China Raises National Flood Alert Level, More Heavy Rains Forecast
China raised its national flood alert on Sunday as deadly inundations continued to ravage the country’s south.
The Ministry of Emergency Management increased the flood response level from three to two, the second-highest in a four-tier system, state media reported.
The move came hours after China’s weather office issued further heavy rain warnings, with particularly grim forecasts for Jiangxi and Hubei provinces.
Authorities in East China’s Jiangxi invoked a level-one emergency response on Saturday amid fears of flooding in the basin of Poyang Lake, the country’s largest body of fresh water.
Lakeside monitoring stations saw water levels over the weekend exceed those of 1998, when thousands of people perished in one of the deadliest natural disasters in China’s modern history.
Warning that the current situation is “grim,” Chinese President Xi Jinping said Sunday the country had entered a “crucial period” of flood control and Communist Party officials should guide relief work at the frontlines of the crisis, according to state news agency Xinhua.
The East Asian nation is in the throes of one of its most devastating flood seasons in decades, which experts have linked to climate change. As of midday Sunday, 141 people had died or gone missing in deluges since the beginning of June, according to the emergency management ministry.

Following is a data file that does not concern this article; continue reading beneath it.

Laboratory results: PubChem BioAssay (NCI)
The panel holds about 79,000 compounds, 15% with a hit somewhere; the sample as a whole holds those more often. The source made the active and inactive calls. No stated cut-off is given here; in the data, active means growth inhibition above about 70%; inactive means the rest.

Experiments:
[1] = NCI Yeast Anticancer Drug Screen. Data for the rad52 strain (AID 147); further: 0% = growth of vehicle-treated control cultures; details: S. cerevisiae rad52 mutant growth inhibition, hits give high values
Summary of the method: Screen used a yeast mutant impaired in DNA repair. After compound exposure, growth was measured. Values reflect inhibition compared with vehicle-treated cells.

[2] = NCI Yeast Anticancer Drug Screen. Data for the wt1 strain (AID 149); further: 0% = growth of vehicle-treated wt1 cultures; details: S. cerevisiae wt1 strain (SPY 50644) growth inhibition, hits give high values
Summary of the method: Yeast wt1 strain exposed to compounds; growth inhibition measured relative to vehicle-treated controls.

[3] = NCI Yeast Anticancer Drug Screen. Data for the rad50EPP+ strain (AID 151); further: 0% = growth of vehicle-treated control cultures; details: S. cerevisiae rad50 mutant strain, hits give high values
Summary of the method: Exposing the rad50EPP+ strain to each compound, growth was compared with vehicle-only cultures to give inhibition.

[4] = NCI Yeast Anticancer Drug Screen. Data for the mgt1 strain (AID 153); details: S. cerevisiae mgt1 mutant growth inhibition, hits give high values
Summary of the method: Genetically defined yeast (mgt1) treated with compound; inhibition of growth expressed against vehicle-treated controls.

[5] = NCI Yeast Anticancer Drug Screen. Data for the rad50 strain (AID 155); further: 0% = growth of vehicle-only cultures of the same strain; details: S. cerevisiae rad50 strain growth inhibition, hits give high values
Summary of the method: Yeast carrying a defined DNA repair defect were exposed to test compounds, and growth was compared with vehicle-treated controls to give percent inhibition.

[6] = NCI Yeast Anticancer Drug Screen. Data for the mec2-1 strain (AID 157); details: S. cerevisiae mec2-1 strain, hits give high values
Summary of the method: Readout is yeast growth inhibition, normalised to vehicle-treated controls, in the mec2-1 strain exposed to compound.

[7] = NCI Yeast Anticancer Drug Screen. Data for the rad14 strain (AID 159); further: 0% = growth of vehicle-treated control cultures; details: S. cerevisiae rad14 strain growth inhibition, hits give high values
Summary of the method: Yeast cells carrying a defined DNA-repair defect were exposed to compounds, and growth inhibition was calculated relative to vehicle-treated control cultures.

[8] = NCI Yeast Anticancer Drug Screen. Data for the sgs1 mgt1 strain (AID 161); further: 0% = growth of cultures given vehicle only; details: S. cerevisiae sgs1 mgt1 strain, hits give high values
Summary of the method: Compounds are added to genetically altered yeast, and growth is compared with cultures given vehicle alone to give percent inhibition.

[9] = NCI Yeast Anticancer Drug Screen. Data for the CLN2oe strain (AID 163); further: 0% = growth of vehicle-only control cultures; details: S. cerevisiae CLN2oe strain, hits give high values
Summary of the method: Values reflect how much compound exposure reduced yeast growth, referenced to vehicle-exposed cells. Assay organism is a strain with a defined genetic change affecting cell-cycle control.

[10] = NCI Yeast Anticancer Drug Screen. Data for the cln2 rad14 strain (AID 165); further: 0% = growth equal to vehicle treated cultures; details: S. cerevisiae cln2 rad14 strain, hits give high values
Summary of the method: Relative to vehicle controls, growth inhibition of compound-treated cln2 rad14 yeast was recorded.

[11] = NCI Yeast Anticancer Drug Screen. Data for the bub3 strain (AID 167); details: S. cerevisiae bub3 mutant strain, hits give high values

A total of 38 million people have been affected by the disasters, with 2.25 million taking part in emergency evacuations, the ministry said. Floodwaters have so far swept away 28,000 homes, ruined 3.5 million hectares of crops and caused 82 billion yuan ($11.7 billion) in damages.
While the rain eased in some regions over the weekend, many rivers and lakes continued to record extremely high water levels.
Three times as much rainfall has fallen across northern Jiangxi so far this month compared to the July average, swelling waterways to their highest point in years and causing some local dams to overflow.
Video footage last week showed (link in Chinese) rescue workers in inflatable boats rescuing stranded residents in low-lying towns where the water stood several feet high.
In an interview with state broadcaster CCTV on Sunday, Water Resources Ministry spokesperson Wang Wei said water levels were forecast to keep rising at the lake as well as along mid- and downstream sections of the Yangtze River, whose banks are home to about 200 million people.
A slew of riverside communities along Asia’s longest river have been on high alert for flooding since the beginning of June.
In some areas, like the central city of Wuhan, engorged waterways are a new threat to lives and livelihoods still recovering from this year’s deadly coronavirus outbreak.
Other regions, from Yunnan in the far southwest to Zhejiang in the east, have also battled inundations.
China’s flood season usually falls in June and July, when the so-called “plum rains” blow in from the Pacific Ocean and soak the country’s south.
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